Course variety: Compared to its rivals, Udemy course catalog contains both technical and non-technical courses. The majority of online learning platforms in the market focuses only on offering technical courses such as web development, data science, and financial analysis. On the contrary, Udemy also provide non-technical courses centered on lifestyle and health support. During the COVID-19 pandemic, these lifestyle courses became more important than ever as people are trying to maintain their physical and mental wellbeing. As a result, Udemy has seen tremendous growth in these courses with enrollment in Pilates increased by 402% and Meditation increased by 111%. In addition, Udemy also offers hundreds of courses directly related to COVID-19 that surely captured the attention of anxious customers at the pandemic’s outset.

Course creation through everyday experts: Unlike other major online learning platforms, the majority of courses at Udemy are not created by professional instructors but are created by everyday experts. With additional free time during shelter in place, these everyday experts are working to supplement or replace their lost income. As a result, Udemy has seen a 55% growth in the number of courses created. Categories with the highest surge in new courses include Office Productivity (159% increase), Health and Fitness (84%), IT & Software (77%), and Personal Development (61%).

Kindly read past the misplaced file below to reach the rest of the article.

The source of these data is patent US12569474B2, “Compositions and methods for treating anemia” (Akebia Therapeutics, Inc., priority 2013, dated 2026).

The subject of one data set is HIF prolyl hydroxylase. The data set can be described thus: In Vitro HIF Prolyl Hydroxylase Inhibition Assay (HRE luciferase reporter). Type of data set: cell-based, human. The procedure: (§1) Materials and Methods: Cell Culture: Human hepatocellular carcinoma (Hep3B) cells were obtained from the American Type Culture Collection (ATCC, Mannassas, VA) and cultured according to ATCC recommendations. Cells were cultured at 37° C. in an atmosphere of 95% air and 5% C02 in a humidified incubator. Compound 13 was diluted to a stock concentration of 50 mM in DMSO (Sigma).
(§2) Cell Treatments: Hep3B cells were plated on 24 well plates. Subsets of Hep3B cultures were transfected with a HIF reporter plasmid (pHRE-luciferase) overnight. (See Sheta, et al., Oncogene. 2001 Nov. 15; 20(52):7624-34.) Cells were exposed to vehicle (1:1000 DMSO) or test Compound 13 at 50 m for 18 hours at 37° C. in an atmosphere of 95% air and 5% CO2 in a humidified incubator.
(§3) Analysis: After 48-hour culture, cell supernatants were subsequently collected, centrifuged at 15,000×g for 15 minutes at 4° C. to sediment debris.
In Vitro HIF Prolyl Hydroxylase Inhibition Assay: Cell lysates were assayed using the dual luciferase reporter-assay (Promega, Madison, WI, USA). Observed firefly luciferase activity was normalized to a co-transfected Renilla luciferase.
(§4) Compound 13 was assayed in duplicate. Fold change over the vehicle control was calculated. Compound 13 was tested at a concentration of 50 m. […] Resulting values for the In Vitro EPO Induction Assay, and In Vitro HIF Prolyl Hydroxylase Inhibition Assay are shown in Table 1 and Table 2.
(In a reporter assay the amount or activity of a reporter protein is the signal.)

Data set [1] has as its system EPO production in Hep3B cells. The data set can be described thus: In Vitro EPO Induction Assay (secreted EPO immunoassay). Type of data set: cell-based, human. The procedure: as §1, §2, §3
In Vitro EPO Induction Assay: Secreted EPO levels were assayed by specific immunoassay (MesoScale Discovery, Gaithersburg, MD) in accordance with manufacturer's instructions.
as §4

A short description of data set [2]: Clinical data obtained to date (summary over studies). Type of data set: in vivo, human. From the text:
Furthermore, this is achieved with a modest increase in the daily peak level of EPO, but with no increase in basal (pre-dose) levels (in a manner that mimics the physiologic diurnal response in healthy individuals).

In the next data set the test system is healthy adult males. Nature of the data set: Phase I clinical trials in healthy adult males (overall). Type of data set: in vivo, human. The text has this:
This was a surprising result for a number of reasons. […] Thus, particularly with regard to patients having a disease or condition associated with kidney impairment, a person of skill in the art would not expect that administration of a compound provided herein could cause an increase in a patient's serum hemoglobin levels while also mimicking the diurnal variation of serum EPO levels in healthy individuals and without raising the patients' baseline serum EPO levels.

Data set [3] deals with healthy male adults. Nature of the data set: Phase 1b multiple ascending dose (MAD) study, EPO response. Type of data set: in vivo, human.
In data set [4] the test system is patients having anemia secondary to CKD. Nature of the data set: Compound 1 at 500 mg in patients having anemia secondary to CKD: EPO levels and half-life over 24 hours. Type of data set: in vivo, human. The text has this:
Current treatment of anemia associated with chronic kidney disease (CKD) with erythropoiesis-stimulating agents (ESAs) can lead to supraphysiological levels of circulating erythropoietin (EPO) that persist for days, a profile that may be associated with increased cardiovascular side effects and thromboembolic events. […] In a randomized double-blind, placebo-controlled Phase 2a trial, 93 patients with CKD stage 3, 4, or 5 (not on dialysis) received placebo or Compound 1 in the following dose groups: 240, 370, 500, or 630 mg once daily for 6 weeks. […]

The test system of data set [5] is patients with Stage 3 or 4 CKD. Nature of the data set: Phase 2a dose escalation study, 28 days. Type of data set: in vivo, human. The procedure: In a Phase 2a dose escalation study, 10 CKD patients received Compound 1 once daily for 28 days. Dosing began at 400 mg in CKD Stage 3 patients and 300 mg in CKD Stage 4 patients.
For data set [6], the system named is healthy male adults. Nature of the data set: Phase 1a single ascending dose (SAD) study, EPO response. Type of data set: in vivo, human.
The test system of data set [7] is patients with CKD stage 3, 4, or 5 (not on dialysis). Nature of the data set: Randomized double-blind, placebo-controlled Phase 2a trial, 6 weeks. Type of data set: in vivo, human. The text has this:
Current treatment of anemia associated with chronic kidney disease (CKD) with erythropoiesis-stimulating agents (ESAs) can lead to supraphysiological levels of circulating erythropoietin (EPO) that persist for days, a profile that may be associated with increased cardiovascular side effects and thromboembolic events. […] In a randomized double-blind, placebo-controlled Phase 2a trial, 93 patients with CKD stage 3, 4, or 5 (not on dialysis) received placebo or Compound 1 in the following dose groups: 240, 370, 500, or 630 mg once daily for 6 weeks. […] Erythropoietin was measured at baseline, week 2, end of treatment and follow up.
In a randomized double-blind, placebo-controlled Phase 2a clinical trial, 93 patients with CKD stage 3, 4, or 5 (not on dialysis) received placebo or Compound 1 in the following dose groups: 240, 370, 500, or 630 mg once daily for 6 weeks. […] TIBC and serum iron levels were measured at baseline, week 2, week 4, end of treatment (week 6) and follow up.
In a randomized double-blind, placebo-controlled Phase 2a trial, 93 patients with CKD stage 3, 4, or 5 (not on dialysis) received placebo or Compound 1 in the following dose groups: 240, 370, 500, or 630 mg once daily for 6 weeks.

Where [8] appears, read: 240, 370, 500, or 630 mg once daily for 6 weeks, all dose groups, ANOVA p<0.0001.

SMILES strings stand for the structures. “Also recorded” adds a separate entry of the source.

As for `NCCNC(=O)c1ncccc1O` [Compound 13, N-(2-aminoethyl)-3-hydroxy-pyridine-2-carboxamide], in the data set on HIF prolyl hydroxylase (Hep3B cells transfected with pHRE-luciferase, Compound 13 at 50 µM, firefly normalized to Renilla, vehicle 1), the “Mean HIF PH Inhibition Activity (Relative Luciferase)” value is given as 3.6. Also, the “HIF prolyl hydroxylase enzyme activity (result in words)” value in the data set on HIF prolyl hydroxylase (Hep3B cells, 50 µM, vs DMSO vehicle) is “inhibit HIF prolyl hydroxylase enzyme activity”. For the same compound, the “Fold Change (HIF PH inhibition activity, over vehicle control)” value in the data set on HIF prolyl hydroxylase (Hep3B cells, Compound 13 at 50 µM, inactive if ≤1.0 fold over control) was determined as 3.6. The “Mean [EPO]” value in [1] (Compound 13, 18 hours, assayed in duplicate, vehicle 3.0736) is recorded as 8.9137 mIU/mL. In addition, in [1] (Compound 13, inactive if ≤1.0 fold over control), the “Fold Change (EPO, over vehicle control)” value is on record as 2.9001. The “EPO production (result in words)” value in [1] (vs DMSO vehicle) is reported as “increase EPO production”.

Global network: Over the years, Udemy has expanded internationally to over 190 countries with courses available in more than 50 languages. Outside of the U.S., the company has also set up offices in Denver, Brazil, India, Ireland, and Turkey. Through this global network, Udemy is then best positioned to capture the various trends across the globe. During the COVID-19 pandemic, Udemy has seen an increased enrollment across geographies with 130% growth in the U.S., 200% in India, 320% in Italy, and 280% in Spain. It is also important to note that people from different countries are also gravitating toward different courses. For example, Americans are gravitating toward creative skills like Adobe Illustrator (326% increase) while Indians are learning Communication Skills (606%) and Spanish are taking Piano (466%).